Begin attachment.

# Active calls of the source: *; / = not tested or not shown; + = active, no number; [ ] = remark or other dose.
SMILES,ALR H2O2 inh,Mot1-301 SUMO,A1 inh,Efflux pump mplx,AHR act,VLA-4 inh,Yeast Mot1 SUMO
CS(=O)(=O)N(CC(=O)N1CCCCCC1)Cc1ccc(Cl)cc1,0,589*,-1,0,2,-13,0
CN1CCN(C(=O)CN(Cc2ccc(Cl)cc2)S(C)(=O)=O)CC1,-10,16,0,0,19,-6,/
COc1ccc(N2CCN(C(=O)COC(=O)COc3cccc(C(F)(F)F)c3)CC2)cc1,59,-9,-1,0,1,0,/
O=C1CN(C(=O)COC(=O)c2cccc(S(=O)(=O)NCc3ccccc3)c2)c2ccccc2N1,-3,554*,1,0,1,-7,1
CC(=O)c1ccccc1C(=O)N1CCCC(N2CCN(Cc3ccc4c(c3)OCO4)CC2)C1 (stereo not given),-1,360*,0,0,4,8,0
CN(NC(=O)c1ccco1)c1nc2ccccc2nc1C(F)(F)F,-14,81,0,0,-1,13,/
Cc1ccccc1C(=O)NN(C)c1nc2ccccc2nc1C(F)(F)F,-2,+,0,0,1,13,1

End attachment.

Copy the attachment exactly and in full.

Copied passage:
# Active calls of the source: *; / = not tested or not shown; + = active, no number; [ ] = remark or other dose.
SMILES,ALR H2O2 inh,Mot1-301 SUMO,A1 inh,Efflux pump mplx,AHR act,VLA-4 inh,Yeast Mot1 SUMO
CS(=O)(=O)N(CC(=O)N1CCCCCC1)Cc1ccc(Cl)cc1,0,589*,-1,0,2,-13,0
CN1CCN(C(=O)CN(Cc2ccc(Cl)cc2)S(C)(=O)=O)CC1,-10,16,0,0,19,-6,/
COc1ccc(N2CCN(C(=O)COC(=O)COc3cccc(C(F)(F)F)c3)CC2)cc1,59,-9,-1,0,1,0,/
O=C1CN(C(=O)COC(=O)c2cccc(S(=O)(=O)NCc3ccccc3)c2)c2ccccc2N1,-3,554*,1,0,1,-7,1
CC(=O)c1ccccc1C(=O)N1CCCC(N2CCN(Cc3ccc4c(c3)OCO4)CC2)C1 (stereo not given),-1,360*,0,0,4,8,0
CN(NC(=O)c1ccco1)c1nc2ccccc2nc1C(F)(F)F,-14,81,0,0,-1,13,/
Cc1ccccc1C(=O)NN(C)c1nc2ccccc2nc1C(F)(F)F,-2,+,0,0,1,13,1